7. Hi everyone, I'm 23 and pretty new to cooking. I ate dorm food all through college, and I ate whatever my parents made until I moved out in December 2008. I haven't been very good about making my own food and eating a healthy, balanced diet, and now I have to eat gluten-free too. The only cooking experience I had was simple things like mac & cheese, pancakes, scrambled eggs, and quite a bit of baking, until I started working in group homes. In the past 6 months I have gotten a little more experience, but I still have no idea what to make for my own meals (or often how to make it) on a daily basis. For some of you who have been at this a while, could you help me out? I more need basic ideas than recipes, unless it's something specifically gluten-free that would be hard to find a recipe for elsewhere. I work odd hours and it depends on the day whether I have a lot of time to make a meal or not. I also don't get hungry very often and if I'm in the middle of something I'm likely to want to put off eating if I don't have something I can make quickly. Some days I have to bring my food to work, and it's best if it's something that can be prepared quickly, and with limited contact with the counter or other cooking surfaces to avoid cross contamination (we're usually making the main meal at the same time). On the days when I have more time and not as much to do though, I love to experiment with new things and I could happily spend an hour or more in the kitchen. I have some other conditions, so my "rules" before going gluten-free were (and they still stand, at least for now): Not a lot of dairy--I'm moderately lactose intolerant Not a lot of sugar High sodium--I know this causes high BP and most people need to avoid it, but for me it's a good thing No caffeine Lots of fluids--I'm supposed to drink 1 1/2 gallons a day, more in the summer, so any drink ideas would be great No alcohol, in any quantity, ever Higher potassium? My potassium has been low a few times, but the doctors don't seem to have an opinion on it. They just give me a supplement to take, test my blood again, and forget about it. I need lots and lots of ideas, so that I have a variety of things I can eat and I get a balanced diet...everything from breakfast, lunch and dinner, to snacks and desserts. Any help would be greatly appreciated!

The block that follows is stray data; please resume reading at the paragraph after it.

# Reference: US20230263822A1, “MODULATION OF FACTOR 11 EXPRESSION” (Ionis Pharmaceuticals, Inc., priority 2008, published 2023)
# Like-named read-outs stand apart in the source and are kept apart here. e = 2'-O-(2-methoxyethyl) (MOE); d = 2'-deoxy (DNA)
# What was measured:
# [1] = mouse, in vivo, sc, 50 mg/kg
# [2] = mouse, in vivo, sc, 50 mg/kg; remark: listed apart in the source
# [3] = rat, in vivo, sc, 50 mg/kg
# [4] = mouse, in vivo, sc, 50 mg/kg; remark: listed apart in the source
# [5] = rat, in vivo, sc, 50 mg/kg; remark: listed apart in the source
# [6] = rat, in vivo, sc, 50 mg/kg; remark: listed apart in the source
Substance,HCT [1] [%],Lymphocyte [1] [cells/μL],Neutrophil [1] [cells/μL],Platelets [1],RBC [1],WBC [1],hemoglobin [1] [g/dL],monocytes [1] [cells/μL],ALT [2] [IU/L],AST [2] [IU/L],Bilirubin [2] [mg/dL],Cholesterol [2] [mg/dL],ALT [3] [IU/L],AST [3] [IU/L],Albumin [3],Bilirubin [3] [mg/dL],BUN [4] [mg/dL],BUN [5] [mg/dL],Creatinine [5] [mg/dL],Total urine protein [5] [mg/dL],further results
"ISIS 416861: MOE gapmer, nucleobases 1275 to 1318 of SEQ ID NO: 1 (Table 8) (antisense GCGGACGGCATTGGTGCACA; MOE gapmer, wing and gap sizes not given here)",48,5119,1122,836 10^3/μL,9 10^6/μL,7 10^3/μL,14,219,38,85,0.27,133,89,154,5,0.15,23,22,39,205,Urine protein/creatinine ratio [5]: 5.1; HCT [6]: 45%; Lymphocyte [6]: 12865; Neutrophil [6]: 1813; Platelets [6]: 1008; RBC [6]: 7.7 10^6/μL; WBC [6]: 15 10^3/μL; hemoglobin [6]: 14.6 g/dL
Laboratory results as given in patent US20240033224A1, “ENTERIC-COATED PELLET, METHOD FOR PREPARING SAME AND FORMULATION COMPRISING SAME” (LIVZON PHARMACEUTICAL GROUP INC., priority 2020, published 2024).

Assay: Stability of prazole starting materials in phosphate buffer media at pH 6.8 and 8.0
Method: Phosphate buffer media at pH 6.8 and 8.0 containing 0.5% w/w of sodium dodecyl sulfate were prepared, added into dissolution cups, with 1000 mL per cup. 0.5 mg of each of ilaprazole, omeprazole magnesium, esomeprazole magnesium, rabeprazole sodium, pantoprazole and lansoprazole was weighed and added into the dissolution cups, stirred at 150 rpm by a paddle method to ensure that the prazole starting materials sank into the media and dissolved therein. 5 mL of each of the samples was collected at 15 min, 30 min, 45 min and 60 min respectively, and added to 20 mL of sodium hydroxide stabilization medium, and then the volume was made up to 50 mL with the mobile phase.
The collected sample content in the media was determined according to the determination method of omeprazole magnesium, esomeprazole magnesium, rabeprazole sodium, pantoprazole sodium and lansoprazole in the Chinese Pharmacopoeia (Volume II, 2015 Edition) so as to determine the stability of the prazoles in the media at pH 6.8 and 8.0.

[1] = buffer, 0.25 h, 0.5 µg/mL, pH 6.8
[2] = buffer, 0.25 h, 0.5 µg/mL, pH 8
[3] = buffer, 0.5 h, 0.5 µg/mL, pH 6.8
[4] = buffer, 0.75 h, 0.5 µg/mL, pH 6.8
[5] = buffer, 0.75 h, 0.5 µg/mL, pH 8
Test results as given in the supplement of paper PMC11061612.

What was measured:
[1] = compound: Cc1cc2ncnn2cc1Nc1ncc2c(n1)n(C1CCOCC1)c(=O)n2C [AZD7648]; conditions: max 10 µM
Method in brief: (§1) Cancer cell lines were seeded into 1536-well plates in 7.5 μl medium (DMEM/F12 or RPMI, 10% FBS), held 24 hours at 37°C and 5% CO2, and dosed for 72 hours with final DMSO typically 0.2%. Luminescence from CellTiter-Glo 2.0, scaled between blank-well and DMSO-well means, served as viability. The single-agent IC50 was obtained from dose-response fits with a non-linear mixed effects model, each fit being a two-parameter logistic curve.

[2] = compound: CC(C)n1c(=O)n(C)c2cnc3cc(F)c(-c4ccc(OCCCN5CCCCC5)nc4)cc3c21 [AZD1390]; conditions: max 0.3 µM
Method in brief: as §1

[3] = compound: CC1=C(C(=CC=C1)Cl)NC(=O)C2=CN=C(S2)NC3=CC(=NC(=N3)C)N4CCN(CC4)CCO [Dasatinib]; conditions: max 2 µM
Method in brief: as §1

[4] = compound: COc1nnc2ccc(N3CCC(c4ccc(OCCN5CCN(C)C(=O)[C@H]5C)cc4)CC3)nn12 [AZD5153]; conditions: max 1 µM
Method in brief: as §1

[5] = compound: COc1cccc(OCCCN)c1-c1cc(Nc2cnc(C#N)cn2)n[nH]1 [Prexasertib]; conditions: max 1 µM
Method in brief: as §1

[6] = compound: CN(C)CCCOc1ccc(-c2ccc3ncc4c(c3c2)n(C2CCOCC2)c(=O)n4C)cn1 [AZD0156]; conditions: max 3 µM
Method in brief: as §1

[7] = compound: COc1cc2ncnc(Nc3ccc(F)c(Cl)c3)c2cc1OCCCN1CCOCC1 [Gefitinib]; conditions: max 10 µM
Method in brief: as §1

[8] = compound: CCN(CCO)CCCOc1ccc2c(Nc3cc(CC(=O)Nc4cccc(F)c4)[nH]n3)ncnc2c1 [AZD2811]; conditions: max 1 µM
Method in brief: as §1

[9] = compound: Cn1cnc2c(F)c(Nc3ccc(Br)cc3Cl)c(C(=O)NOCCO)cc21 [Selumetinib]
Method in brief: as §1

8. Becky C